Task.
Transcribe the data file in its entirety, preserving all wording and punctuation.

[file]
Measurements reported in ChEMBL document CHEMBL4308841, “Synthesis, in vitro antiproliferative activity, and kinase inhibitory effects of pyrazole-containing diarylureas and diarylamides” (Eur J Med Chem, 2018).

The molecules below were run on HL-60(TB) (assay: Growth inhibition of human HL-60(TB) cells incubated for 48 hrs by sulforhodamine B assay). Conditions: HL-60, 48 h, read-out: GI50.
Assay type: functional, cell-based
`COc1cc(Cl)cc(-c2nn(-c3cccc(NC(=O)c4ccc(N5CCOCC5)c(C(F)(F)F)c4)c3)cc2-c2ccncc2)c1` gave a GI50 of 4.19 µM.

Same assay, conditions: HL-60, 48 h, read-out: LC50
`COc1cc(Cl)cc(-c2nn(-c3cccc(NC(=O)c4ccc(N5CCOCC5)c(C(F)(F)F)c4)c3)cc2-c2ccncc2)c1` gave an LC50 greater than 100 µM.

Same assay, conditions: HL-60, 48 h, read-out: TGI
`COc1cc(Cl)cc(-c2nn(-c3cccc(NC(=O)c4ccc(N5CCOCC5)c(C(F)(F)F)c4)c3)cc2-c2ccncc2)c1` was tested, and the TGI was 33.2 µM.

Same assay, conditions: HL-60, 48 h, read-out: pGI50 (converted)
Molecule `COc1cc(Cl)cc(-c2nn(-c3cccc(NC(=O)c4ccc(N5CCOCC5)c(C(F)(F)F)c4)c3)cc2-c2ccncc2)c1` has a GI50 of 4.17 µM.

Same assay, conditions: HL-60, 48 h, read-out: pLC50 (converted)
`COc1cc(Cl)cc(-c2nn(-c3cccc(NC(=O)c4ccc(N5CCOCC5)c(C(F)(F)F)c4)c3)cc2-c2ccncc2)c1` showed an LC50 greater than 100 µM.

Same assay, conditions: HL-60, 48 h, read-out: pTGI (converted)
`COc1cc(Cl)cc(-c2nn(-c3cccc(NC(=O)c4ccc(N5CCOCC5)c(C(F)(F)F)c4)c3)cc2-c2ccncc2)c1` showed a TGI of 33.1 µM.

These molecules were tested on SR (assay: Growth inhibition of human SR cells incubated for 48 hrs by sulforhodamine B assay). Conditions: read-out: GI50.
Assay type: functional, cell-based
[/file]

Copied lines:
Measurements reported in ChEMBL document CHEMBL4308841, “Synthesis, in vitro antiproliferative activity, and kinase inhibitory effects of pyrazole-containing diarylureas and diarylamides” (Eur J Med Chem, 2018).

The molecules below were run on HL-60(TB) (assay: Growth inhibition of human HL-60(TB) cells incubated for 48 hrs by sulforhodamine B assay). Conditions: HL-60, 48 h, read-out: GI50.
Assay type: functional, cell-based
`COc1cc(Cl)cc(-c2nn(-c3cccc(NC(=O)c4ccc(N5CCOCC5)c(C(F)(F)F)c4)c3)cc2-c2ccncc2)c1` gave a GI50 of 4.19 µM.

Same assay, conditions: HL-60, 48 h, read-out: LC50
`COc1cc(Cl)cc(-c2nn(-c3cccc(NC(=O)c4ccc(N5CCOCC5)c(C(F)(F)F)c4)c3)cc2-c2ccncc2)c1` gave an LC50 greater than 100 µM.

Same assay, conditions: HL-60, 48 h, read-out: TGI
`COc1cc(Cl)cc(-c2nn(-c3cccc(NC(=O)c4ccc(N5CCOCC5)c(C(F)(F)F)c4)c3)cc2-c2ccncc2)c1` was tested, and the TGI was 33.2 µM.

Same assay, conditions: HL-60, 48 h, read-out: pGI50 (converted)
Molecule `COc1cc(Cl)cc(-c2nn(-c3cccc(NC(=O)c4ccc(N5CCOCC5)c(C(F)(F)F)c4)c3)cc2-c2ccncc2)c1` has a GI50 of 4.17 µM.

Same assay, conditions: HL-60, 48 h, read-out: pLC50 (converted)
`COc1cc(Cl)cc(-c2nn(-c3cccc(NC(=O)c4ccc(N5CCOCC5)c(C(F)(F)F)c4)c3)cc2-c2ccncc2)c1` showed an LC50 greater than 100 µM.

Same assay, conditions: HL-60, 48 h, read-out: pTGI (converted)
`COc1cc(Cl)cc(-c2nn(-c3cccc(NC(=O)c4ccc(N5CCOCC5)c(C(F)(F)F)c4)c3)cc2-c2ccncc2)c1` showed a TGI of 33.1 µM.

These molecules were tested on SR (assay: Growth inhibition of human SR cells incubated for 48 hrs by sulforhodamine B assay). Conditions: read-out: GI50.
Assay type: functional, cell-based